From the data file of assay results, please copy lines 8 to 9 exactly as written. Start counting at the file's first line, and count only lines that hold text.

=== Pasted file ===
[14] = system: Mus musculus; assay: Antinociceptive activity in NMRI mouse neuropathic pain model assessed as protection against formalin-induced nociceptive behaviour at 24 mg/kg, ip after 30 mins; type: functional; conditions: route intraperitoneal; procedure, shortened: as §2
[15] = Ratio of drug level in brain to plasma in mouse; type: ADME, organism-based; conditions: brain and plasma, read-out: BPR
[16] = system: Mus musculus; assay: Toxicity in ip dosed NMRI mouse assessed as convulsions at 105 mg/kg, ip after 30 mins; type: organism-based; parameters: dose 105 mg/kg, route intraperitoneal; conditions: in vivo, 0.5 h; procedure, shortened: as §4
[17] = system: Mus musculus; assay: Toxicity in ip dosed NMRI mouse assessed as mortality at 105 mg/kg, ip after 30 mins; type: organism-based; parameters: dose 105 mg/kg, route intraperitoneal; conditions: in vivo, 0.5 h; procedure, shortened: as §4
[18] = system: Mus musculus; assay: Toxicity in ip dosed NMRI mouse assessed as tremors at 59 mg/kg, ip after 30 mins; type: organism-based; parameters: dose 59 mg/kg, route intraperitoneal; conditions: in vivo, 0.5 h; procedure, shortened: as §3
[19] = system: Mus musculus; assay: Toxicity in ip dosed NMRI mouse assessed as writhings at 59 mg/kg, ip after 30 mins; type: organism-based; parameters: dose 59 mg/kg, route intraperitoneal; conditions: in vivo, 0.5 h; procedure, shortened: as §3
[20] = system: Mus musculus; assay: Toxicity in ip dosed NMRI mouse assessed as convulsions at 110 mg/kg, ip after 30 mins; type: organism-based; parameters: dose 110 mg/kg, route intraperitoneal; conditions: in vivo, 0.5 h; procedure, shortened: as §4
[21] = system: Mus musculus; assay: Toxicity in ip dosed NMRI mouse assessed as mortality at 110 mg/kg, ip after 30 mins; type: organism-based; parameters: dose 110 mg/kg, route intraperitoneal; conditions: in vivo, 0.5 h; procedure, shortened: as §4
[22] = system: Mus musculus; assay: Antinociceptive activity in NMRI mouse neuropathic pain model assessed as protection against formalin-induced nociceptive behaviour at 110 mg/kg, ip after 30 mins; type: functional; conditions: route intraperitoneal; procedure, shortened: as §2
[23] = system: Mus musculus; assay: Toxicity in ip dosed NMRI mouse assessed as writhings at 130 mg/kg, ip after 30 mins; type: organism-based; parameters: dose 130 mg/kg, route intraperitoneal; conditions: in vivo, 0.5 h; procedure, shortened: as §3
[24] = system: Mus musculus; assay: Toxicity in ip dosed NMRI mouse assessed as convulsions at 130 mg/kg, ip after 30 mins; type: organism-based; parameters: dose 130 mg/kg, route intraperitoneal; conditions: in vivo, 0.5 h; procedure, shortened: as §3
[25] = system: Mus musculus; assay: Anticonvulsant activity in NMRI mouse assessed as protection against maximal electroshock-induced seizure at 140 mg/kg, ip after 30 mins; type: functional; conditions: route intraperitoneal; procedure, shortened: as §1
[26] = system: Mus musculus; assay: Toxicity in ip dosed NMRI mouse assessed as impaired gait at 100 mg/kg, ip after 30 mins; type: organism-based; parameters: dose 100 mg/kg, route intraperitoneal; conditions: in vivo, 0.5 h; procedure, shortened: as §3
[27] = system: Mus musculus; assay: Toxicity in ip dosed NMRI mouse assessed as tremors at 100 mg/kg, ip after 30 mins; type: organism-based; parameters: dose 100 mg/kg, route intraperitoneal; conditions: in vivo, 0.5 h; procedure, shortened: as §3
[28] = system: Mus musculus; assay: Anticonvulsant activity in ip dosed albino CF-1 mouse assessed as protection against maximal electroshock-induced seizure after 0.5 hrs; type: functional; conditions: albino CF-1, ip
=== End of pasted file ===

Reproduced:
[21] = system: Mus musculus; assay: Toxicity in ip dosed NMRI mouse assessed as mortality at 110 mg/kg, ip after 30 mins; type: organism-based; parameters: dose 110 mg/kg, route intraperitoneal; conditions: in vivo, 0.5 h; procedure, shortened: as §4
[22] = system: Mus musculus; assay: Antinociceptive activity in NMRI mouse neuropathic pain model assessed as protection against formalin-induced nociceptive behaviour at 110 mg/kg, ip after 30 mins; type: functional; conditions: route intraperitoneal; procedure, shortened: as §2